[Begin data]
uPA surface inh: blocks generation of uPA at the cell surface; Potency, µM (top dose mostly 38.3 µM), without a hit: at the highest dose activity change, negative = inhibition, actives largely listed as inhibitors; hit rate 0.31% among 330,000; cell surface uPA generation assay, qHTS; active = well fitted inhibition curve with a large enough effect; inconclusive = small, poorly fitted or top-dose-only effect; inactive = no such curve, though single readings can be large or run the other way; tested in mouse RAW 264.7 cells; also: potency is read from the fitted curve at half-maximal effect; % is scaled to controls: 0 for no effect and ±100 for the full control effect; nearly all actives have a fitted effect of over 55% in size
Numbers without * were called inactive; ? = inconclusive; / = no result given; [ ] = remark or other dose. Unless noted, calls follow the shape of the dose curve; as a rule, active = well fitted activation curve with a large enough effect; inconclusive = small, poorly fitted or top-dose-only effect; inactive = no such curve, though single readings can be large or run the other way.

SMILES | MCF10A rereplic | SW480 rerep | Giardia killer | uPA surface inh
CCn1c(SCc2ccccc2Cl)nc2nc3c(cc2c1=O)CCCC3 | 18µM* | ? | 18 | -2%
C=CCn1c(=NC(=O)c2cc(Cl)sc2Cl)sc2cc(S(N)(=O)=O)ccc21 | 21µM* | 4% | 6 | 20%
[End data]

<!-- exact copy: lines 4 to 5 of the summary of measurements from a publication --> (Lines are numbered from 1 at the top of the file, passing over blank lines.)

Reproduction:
CCn1c(SCc2ccccc2Cl)nc2nc3c(cc2c1=O)CCCC3 | 18µM* | ? | 18 | -2%
C=CCn1c(=NC(=O)c2cc(Cl)sc2Cl)sc2cc(S(N)(=O)=O)ccc21 | 21µM* | 4% | 6 | 20%